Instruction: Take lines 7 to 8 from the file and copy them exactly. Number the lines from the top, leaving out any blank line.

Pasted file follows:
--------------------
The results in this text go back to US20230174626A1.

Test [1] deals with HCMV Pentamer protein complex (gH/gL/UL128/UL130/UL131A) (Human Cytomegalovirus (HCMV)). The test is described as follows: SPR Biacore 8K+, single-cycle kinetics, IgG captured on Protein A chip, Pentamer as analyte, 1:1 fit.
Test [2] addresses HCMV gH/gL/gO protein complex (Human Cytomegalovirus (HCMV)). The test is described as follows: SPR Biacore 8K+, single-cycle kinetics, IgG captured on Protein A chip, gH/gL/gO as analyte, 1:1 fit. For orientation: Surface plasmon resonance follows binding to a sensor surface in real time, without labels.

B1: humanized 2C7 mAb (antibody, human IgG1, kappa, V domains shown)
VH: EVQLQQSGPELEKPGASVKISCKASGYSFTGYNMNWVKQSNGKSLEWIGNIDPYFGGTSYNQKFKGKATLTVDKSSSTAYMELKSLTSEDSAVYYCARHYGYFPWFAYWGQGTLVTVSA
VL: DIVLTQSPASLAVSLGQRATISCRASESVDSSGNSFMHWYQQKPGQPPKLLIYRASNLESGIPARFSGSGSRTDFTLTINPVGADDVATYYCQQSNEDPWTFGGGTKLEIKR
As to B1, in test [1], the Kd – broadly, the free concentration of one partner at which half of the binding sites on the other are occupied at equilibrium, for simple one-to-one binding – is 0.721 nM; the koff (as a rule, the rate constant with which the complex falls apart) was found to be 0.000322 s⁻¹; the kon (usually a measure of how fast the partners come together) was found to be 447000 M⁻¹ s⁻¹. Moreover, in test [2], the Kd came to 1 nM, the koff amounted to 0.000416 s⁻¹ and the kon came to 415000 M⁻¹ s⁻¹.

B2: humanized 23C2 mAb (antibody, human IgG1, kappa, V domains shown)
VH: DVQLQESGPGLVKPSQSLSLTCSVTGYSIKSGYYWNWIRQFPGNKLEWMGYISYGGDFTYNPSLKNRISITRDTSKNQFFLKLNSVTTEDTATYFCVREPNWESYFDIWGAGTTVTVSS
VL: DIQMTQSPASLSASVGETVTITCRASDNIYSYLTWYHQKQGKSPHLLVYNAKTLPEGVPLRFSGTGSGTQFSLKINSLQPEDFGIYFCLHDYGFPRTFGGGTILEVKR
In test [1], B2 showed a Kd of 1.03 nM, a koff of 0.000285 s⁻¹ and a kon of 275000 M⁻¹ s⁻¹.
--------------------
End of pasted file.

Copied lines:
As to B1, in test [1], the Kd – broadly, the free concentration of one partner at which half of the binding sites on the other are occupied at equilibrium, for simple one-to-one binding – is 0.721 nM; the koff (as a rule, the rate constant with which the complex falls apart) was found to be 0.000322 s⁻¹; the kon (usually a measure of how fast the partners come together) was found to be 447000 M⁻¹ s⁻¹. Moreover, in test [2], the Kd came to 1 nM, the koff amounted to 0.000416 s⁻¹ and the kon came to 415000 M⁻¹ s⁻¹.

B2: humanized 23C2 mAb (antibody, human IgG1, kappa, V domains shown)